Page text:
There's a bunch of modern health issues which have been directly linked to either:
- inflammation problems caused by highly refined carbohydrate consumption
- having elevated blood sugar levels most of the time and thus feeding things like cancers and diseases, or
- the fact that the body has a repair mode that is shut down while you're busy processing carbohydrates, and it can't do things like, oh I don't know, repair brain damage, broken cells and tissues, insulin producing beta cells in the pancreas, etc
Here's the list of things that they're beginning to link, I can testify to a few of the following things clearing up, or beginning to, and my wife can testify to a few of the others, as she's been step by step with me through this lifestyle change too:
- Decreased Insulin Sensitivity (Diabetes)
- Polycystic Ovarian Syndrome (PCOS)
- Erectile Dysfunction (ED)
- Coronary Heart Disease (CHD)
- Cardiovascular Disease (CVD)
- Amyotrophic Lateral Sclerosis (ALS)
- Brain Trauma (from getting hit in the head)
- Anxiety and Depression
- Autoimmune Diseases
- Mitochondrial Disorders
- Sleep Apnea
- Dry, flaky skin and scalp
- Premature Ageing
My Take On It
If you have diabetes, generally want to live healthier and longer lives, or just want to know exactly what the science is you should watch the videos yourself, but this is what I took away about how it impacts me, personally, with respect to my diabetes, from what I learned after first watching that video and then everything else I could lay my hands on. (I apologise in advance if I get any of the following wrong, It's my best attempt at describing what I've read, but you should really watch the videos and do your own research to be sure.)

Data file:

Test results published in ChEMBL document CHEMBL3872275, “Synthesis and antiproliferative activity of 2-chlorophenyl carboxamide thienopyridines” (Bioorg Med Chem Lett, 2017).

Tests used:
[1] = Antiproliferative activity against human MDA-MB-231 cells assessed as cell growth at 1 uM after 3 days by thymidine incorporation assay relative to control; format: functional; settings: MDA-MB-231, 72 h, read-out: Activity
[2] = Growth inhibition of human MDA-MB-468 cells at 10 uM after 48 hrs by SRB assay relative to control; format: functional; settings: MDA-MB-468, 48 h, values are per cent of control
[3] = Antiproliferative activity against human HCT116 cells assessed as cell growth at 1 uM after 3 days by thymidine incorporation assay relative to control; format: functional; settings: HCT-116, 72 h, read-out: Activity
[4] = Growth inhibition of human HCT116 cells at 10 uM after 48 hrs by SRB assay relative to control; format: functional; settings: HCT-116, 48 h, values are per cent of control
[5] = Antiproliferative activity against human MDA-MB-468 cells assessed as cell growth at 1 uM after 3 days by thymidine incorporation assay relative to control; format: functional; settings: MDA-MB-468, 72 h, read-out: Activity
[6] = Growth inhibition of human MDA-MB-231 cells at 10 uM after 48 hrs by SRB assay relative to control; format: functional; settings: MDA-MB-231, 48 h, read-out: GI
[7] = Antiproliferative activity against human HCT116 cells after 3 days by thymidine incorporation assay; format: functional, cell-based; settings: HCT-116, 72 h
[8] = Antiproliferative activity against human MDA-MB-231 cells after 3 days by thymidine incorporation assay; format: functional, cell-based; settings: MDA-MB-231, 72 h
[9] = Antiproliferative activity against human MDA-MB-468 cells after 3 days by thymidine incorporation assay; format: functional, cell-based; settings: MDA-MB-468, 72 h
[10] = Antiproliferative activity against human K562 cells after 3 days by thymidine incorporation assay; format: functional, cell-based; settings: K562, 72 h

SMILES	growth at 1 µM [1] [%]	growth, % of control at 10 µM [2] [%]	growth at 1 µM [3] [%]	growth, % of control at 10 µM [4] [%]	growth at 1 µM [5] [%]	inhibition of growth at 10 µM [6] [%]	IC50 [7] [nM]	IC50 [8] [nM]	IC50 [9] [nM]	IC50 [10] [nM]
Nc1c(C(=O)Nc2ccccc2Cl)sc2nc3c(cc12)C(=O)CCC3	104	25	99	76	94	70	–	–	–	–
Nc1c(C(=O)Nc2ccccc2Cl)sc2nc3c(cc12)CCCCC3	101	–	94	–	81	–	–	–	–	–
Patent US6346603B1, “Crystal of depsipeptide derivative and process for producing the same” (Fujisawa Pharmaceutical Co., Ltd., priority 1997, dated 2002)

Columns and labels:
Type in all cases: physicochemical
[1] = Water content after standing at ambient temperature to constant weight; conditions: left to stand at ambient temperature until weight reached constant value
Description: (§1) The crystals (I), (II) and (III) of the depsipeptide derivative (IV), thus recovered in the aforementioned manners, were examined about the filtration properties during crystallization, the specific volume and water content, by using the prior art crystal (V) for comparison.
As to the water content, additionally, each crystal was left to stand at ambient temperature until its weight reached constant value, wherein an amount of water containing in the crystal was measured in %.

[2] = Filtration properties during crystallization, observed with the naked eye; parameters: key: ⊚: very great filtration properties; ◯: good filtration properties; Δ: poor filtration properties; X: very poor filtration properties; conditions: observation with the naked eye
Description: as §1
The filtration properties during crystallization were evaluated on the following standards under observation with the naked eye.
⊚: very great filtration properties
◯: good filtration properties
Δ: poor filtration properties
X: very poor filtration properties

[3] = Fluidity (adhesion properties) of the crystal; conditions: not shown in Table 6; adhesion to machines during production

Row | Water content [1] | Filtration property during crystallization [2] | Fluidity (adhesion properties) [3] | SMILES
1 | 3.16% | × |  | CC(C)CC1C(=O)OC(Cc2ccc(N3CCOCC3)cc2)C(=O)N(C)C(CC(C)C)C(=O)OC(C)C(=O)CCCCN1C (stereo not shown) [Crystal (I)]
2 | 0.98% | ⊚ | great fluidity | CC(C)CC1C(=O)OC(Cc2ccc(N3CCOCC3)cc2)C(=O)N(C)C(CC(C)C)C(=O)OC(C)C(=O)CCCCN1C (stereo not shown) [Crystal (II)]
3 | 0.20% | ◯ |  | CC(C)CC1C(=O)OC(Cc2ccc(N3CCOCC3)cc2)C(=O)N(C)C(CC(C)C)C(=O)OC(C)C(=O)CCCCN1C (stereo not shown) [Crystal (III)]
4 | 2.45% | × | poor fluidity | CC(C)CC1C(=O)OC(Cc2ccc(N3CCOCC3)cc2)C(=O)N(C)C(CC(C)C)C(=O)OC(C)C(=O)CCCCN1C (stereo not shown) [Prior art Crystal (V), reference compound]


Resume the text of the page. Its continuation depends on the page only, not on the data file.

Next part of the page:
The result of continually eating carbohydrates for metabolically slow people is that we're continually ingesting things that break down into glucose.
When the body sees too much excess glucose (more than it can use), it produces insulin which pushes the glucose into the fat cells and liver. Our bodies aren't good at releasing these fats when we're hungry (because we metabolise slowly), so we get hungry and eat more. What do we eat more of? Carbohydrates of course!
Eventually the liver gets full of fat and storage of the fat in fat cells gets equally hard. At this point insulin has to work really hard to put that fat away, this is what they call insulin resistance insulin can't do a proper job of storing the glucose converted to fats that it used to be able to do.
The liver can't just stop processing the fats though, so it starts sending fats out to other previously un-utilised parts of our body. Our eyes, our heart, our veins, our pancreas. This is where we get the double whammy. The pancreas is now storing fats, covered in it in fact, so it's less capable of producing and releasing insulin in a timely fashion. and this is the second part reduced insulin sensitivity.
Insulin resistance started the whole thing, glucose was't getting stored quickly, but it was getting stored eventually. Now we have reduced insulin sensitivity, the insulin's not even getting out there at the correct time or in the correct quantities. These two things are now playing off each other in a vicious cycle. Then we add medicine to the mix to either elevate the body's natural insulin levels all the time, or injecting much synthetic insulin into the blood stream (both of which will eventually cause insulin toxicity).
Sound pretty dire, doesn't it?
The next and final part is Lifestyle Change, where I summarise all the things that I needed to do to start turning this ship around. I'm in safer waters now, but I'm still too close to those rocks, and it'll be years of dedication to this lifestyle before I'm completely healed of 40 years of stupidity.
If you want to read the whole series, please start at Part 1: Diagnosis